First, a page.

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"I was perfectly satisfied to write science fiction knowing that it would pay very little, that it would be seen by only a very few people."
- Isaac Asimov

Microfarm  
  Food creation without soil.  

"Our biotechnicians have worked out perfect strains. The algae grow in the purest light and the most carefully balanced electrolyte solutions. The saprocytes are fed on beautifully combined organics. The formulas and recipes are something no tribespeople will ever know. - Come on, here we are. Sniff all you want. You'll find nothing offensive. That is one reason why our food is in demand throughout the Galaxy and why, we are told, the Emperor eats nothing else..."

They stepped out into a narrow corridor, on each side of which were large thick glass tanks in which roiled cloudy green water full of swirling, growing algae, moving about through the force of gas bubbles that streamed up through it. They would be rich in carbon dioxide, he decided...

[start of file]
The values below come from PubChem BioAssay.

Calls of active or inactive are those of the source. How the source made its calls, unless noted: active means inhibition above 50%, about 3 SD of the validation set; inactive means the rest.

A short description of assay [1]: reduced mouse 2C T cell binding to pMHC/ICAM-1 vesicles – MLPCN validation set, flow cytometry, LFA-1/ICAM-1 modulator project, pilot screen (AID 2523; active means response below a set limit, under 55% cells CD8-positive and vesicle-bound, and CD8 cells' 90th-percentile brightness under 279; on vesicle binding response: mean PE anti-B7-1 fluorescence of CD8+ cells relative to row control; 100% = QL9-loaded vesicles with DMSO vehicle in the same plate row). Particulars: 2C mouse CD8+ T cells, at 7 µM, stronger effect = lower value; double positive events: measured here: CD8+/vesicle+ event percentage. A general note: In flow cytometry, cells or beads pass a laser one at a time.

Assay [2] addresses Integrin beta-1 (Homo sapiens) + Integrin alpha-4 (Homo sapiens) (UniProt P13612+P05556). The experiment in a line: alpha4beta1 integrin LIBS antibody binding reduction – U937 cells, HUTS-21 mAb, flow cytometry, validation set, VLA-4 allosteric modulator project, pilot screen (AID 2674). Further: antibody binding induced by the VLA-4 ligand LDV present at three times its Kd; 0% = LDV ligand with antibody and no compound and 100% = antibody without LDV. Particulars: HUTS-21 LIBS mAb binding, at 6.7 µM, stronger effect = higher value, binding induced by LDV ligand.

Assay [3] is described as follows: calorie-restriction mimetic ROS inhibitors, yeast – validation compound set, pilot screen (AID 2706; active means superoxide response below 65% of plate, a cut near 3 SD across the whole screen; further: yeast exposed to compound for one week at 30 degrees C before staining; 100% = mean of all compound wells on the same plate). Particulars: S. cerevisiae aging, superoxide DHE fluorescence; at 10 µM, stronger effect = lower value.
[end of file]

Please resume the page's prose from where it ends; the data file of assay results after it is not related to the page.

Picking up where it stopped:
"I presume," said Seldon, "that everything is automated."

From Prelude to Foundation, by Isaac Asimov.
Published by Doubleday in 1988
Additional resources -

Compare to the crop algae from James Blish's 1957 novel Cities in Flight, protine from Philip K. Dick's 1955 first novel Solar Lottery and scop (single cell protein) from Bruce Sterling's 1988 novel Islands in the Net.

Thanks to Connor Lawrence for contributing this item.

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Additional resources:
  More Ideas and Technology from Prelude to Foundation
  More Ideas and Technology by Isaac Asimov
  Tech news articles related to Prelude to Foundation
  Tech news articles related to works by Isaac Asimov

Articles related to Food
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Shrimp Actually Made Of Algae Is A New Wave Food
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Farming In Space Starts With Mycorrhiza

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